The village of Vernazza was our first onshore experience of the Cinque Terre, arriving late morning with a plan for coffee and pastries.
Dating back to the early 11th century, the fortified military base defended the coast from Saracen pirates. In the middle ages, the water went right up to the buildings and the boats would tie up there, as they do in Venice.
These days, they remain on buoys in the harbour unless rough weather is forecast, then they can be found in the main piazza.
Seated on a base of rocks at the entrance to the inlet, the parish church of Santa Margherita d’Antiochia was built in 1318.
The views would be spectacular from the tower, almost as rewarding as those from the cemetery on top of the hill where, rather than being buried in the ground, the coffin is slid into something like a drawer in a wall, known as a loculo.
In October 2011, Vernazza was devastated when torrential rains, resulting in flooding and mudslides, buried her under four metres of mud and debris. For months the village was uninhabitable and years later, restoration work still continues. It is hard to imagine the peaceful harbour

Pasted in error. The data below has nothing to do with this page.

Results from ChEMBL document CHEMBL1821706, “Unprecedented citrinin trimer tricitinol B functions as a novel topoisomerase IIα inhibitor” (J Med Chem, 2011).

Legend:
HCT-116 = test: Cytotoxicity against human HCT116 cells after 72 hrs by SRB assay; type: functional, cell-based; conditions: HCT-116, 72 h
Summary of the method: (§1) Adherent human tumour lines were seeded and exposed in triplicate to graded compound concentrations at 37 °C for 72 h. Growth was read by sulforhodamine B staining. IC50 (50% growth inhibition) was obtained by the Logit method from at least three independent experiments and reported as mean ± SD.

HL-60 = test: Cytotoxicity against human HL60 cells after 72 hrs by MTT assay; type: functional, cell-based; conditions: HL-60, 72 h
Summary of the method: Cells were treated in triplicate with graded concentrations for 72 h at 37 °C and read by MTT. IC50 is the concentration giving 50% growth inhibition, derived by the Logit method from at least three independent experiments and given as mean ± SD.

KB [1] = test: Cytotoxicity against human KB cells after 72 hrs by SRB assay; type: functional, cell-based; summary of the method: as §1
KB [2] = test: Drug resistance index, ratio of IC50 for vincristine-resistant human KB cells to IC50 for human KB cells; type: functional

and beautiful pastel shades of Liguria under siege from nature.
We wandered up the main thoroughfare, Via Roma, my aversion to crowds and having people in my photographs meant my eye was drawn to the upper level of the streetscape.
Returning to the harbour, houses seemed to be suspended above a cave entrance
which, it turned out, led to another beach.
From this side of the harbour we could see the next town, Monterosso, in the distance.
The remains of Doria Castle and its lookout tower stand proudly on the rocky promontory
while below, on the terraces of the medieval watchtower, Ristorante Belforte has been serving quintessential Ligurian cuisine for the past fifty years.
We had time to admire the stunning rock formations
while waiting for the boat to take us to our next destination, Monterosso.